The Greatest Athletes’ Secret Weapon? Their Brains

The soccer star Neymar
The soccer star Neymar
Carolina Muniz and Philippe Watanabe

SAO PAULO â€" The brains of highly trained athletes function more efficiently than others. Sports players activate only the parts of the cortex â€" the outer layer of the brain â€" necessary for specific movements like dribbles, tackles or saves such as those employed by soccer goalkeepers. "These athletes activate a smaller part of their brains but they use it a lot better," said Paula Fernandes, a sports psychologist at the University of Campinas.

Try to picture the brain as a supermarket. An elite athlete knows the exact location of the items he wants to buy. He can go to the right aisle and the right shelf directly, without looking around. An amateur might know in which aisle to look, but it's going to take him some time until he finds the exact spot. And he'll waste more energy.

Brazil's soccer superstar Neymar is among the few who have soccer shortcuts wired in their brains, according to findings published in Frontiers in Human Neuroscience in 2014. Using magnetic resonance imaging, Japanese scientists compared the brain of Neymar, who plays for FC Barcelona, to those of three Spanish second-league players â€" two swimmers and one amateur athlete. During the examination, they were all asked to move their feet as if they were dribbling past an opponent.

The experiment showed Neymar was activating a much smaller part of his cortex than the other professionals. Compared to the inexperienced athlete, the difference was even greater.

"A soccer star executes his movements in a natural, automatic way, which frees up space in his brain so he can think and act quicker during the game," explained neurologist Eiichi Naito who carried out the study. "His brain has adapted to the game and dedicates more neuronal resources to the anticipation of other players' actions.”

Portuguese soccer star Cristiano Ronaldo can even score in the dark. It might sound like an exaggeration but he actually pulled it off during a test for a British TV show in 2011. The lights were switched off after the ball was kicked but Ronaldo was able to meet the ball by predicting the ball's path based solely on the kicker's movements.

"The athlete looks for clues the opponent gives away before executing an attack or defensive move. That way, he can anticipate them and act accordingly," explained Bruna Velasques, a neuroscientist at the Federal University of Rio de Janeiro.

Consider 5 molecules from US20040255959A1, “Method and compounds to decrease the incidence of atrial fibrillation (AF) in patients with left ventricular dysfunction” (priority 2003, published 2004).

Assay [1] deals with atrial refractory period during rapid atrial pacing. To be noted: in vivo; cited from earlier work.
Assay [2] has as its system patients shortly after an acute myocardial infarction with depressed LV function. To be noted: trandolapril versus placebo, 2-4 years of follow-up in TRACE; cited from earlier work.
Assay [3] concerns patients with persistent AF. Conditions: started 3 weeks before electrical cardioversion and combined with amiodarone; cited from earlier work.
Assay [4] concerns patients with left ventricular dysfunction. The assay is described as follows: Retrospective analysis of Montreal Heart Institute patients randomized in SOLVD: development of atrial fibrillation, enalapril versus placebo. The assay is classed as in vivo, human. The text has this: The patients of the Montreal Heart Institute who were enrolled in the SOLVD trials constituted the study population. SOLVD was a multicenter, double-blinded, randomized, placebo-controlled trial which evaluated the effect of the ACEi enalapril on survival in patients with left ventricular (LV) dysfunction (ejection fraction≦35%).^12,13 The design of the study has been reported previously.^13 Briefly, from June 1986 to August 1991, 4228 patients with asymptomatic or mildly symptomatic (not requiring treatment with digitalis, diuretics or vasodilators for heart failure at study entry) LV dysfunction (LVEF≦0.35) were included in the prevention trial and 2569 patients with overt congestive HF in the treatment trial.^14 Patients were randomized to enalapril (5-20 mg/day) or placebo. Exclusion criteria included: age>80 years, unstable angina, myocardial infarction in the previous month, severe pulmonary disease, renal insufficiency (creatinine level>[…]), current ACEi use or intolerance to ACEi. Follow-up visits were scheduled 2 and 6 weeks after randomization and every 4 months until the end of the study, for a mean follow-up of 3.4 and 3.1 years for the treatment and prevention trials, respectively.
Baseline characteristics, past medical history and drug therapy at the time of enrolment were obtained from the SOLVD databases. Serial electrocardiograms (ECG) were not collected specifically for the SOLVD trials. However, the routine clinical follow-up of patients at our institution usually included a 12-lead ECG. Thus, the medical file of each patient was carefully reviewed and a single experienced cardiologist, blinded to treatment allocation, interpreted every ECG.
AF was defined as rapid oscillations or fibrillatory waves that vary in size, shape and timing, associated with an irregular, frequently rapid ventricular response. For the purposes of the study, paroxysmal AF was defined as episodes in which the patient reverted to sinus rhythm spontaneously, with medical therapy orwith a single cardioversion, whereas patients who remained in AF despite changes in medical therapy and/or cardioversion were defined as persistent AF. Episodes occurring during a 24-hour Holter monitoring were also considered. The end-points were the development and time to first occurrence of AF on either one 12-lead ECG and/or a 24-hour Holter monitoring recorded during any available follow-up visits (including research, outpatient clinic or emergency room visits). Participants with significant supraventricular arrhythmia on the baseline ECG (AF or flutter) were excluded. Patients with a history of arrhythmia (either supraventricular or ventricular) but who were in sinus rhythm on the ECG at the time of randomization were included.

In the most physically challenging sports, victory and defeat can be a matter of milliseconds. In boxing, for instance, each move happens in about 0.08 seconds. That is faster than the blink of an eye. If a fighter simply waits for his opponent's punch to react, he would be knocked out soon.

"Boxing is a sport that requires a lot of intelligence," said Taynna Taygma, Brazil's top female boxer in the 60-kilogram category.

Years of intense training have transformed athletes' brains into a sort of data bank where all the moves they've learned during their careers are stored. The moment the brain perceives the opponent's move, it swiftly looks for the best way to overcome the obstacle.

"How do I find out where the other player is going to place the ball? It looks like I'm a ninja, right?" said tennis player Flávio Saretta, who won a gold medal in the 2007 Pan American Games. "It's the result of a lot of training and high-level playing."

Roger Federer's ability to read the game and surprise his opponents explains the Swiss national’s exceptional career and achievements, said Saretta. "He almost never sweats on the court. He manages to guess where the ball will go and he anticipates it. You are left with the impression that wherever you play the ball, he'll be there to get it. It's a gift."

For the greatest sports players, it’s a mix of talent and never-ending training. "They start practicing as children. The high number of repetitions provokes changes in the brain that improve their thought and ability," said Ricardo Arida, a neurophysiologist at the Federal University of São Paulo. The parts of the brain that are required for a specific sport therefore develop a higher quantity of neurons, thereby increasing gray matter. The same happens for professionals in other fields like music and dance.

But training alone is not enough. "Genetics also plays a part. In the end, even if many people start playing soccer from a young age, not everybody's going to turn into a Neymar,” said Arida.